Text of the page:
These three aspects of mind develop their basic functioning organically, as they are rooted in the survival instinct. They are developed to their highest potential by conscious effort. Lets start with the creation of mind. Ramana says, on page 20 of The Collected Works of Ramana Maharshi, “…there exists an entity known as the ‘mind’, which is derived from the subtle essence of the food consumed…” So it matters what we eat!

 

3 Aspects Of The Mind

 

Now to the three aspects of mind. Firstly there is the I AM consciousness, by which we are aware of our own existence. This sense of our own being is always there but most cannot quite put their finger on it. Ramana says on page 156 of Talks with Ramana Maharshi, to a seeker: “You are hazily aware of the Self. Pursue it. When the effort ceases the Self shines forth.” The gateway to the Self is this core I AM aspect of mind. We always have the vague sense that we exist, but most times the pure joy of the feeling of existence is covered by the fabric of mind that creates our sense of reality.

This second ability of mind is to hold a sensation or thought. This holding gives sensations and thoughts a feeling of permanence. We create the world in which we exist through this magical power: the thought of an apple, a memory from the past, a vision of the future or even the idea that you are the physical body.

It enables us to create a sense of the world around us and allows us to create identifications of ourselves as the various roles and activities that we do in the world. This aspect of mind leads to meditation and concentration techniques where one focuses on something such as a sound, mantra, mandala, chakra, quality or other points of focus. Ramana says that through these concentration techniques the mind gains strength, but he also notes that the experience is still rooted in thought and hence impermanent.

The third ability of mind that emerges is the capacity to hold in the mind multiple sensations and thoughts, and compare and contrast them. This last ability is described by Ramana with wonderful simplicity on page 20 of The Collected Works of Ramana Maharshi, “To think whether a certain thing may be eaten is a thought-form of the mind. ‘It is good. It is not good. It can be eaten. It cannot be eaten’: discriminating notions like these constitutes the discriminative intellect.” Through personal effort this aspect of mind leads to the ability to compare ethical and moral options and ultimately to distinguish the eternal from the transitory. This is the least developed aspect of mind in most individuals.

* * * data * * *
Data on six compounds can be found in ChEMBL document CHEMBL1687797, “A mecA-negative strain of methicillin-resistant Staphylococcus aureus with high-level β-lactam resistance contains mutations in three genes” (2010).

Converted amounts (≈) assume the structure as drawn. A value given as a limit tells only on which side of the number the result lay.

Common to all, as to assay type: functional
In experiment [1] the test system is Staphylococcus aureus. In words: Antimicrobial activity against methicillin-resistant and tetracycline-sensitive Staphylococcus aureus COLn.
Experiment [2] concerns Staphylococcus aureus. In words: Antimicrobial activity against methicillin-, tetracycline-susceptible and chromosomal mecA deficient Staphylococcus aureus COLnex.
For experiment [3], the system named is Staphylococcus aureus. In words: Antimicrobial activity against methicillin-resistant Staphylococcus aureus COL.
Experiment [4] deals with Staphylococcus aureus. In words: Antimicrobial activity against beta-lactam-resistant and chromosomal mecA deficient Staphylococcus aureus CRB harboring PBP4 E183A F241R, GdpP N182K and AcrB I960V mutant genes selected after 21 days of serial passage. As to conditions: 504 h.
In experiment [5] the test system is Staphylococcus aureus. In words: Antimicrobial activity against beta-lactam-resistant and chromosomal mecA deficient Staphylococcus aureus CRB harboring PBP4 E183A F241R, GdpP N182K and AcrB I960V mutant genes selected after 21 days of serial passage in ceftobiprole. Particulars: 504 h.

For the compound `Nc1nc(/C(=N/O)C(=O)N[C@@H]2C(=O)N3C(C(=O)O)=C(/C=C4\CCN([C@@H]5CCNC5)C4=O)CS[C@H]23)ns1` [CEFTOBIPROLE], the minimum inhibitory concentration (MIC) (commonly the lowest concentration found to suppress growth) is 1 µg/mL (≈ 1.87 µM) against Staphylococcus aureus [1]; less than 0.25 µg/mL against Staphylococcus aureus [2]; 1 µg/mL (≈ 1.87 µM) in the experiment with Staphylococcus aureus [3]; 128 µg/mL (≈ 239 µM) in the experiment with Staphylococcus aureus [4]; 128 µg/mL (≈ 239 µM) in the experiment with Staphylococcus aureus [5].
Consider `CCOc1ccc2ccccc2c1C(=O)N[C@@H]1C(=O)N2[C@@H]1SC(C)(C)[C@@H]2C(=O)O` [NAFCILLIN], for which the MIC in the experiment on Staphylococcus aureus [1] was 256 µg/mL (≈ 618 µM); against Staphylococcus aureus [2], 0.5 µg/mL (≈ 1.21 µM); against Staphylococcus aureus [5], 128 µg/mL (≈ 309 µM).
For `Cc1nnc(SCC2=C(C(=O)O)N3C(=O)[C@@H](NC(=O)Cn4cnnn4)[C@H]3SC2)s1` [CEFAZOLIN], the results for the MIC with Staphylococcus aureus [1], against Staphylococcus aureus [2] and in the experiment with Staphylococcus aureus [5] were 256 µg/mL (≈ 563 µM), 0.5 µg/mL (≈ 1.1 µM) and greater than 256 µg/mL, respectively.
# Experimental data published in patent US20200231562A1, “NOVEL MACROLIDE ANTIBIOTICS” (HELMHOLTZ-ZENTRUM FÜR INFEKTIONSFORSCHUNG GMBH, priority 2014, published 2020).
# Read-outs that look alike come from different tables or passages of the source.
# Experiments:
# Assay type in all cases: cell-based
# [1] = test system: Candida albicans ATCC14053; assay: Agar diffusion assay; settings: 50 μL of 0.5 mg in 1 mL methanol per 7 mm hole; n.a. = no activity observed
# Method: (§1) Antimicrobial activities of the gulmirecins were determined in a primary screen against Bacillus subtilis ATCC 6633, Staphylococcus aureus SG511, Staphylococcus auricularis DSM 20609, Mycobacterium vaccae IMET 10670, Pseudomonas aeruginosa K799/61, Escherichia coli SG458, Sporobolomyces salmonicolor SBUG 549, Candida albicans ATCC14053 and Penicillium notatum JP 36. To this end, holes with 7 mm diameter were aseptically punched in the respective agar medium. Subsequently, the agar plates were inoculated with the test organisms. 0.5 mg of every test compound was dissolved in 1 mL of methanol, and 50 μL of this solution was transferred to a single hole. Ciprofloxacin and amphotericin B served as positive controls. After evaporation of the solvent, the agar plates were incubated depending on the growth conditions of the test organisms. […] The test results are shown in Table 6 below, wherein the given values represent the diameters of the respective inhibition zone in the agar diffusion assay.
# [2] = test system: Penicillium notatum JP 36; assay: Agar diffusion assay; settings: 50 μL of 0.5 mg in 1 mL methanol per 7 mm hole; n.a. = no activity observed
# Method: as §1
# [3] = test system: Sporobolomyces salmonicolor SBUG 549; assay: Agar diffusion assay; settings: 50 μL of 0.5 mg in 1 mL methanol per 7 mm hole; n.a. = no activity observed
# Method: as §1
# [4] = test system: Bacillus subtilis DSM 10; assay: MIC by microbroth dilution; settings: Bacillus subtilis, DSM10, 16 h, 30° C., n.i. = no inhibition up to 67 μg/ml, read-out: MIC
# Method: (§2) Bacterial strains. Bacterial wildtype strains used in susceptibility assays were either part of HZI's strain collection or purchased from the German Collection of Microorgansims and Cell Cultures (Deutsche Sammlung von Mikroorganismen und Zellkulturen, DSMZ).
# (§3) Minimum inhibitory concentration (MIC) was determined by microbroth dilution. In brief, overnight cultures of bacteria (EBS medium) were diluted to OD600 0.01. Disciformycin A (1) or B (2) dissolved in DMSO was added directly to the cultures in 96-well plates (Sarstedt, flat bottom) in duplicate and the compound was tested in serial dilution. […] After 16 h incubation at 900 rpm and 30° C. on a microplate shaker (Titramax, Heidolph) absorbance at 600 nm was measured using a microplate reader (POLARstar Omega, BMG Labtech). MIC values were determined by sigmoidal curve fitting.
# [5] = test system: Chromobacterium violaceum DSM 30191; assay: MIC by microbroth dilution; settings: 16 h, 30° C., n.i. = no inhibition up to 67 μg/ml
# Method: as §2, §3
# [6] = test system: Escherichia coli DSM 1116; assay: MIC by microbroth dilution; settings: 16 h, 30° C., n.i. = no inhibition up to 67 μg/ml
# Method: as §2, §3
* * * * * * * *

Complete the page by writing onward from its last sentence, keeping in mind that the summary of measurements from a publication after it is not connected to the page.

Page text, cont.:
Through the proper use of the I AM method of self-inquiry we reconnect with our core mind and from there connect into the Self. To learn this technique I advise reading at least 4 books by Ramana Maharshi. His writing will give you a basis for understanding and practicing self-inquiry. Give yourself quiet time each day to concentrate upon his writings, interspersing reading with concentration, breath awareness and mediation.

I AM awareness, which we all have, yet are not fully conscious of, can become a conscious experience. When that occurs it is the state of Samadhi and Liberation.

 

Sujantra McKeever is the founder of Pilgrimage of the Heart Yoga in San Diego, which serves over 1,000 yogis a week, and also helped create Pilgrimage Yoga Online. He is the author of five books on eastern philosophy, success and meditation. Sujantra studied meditation with spiritual teacher Sri Chinmoy and has lectured on meditation and yoga in over 30 countries.

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A Breakdown of the Teachings of Ramana Maharshi.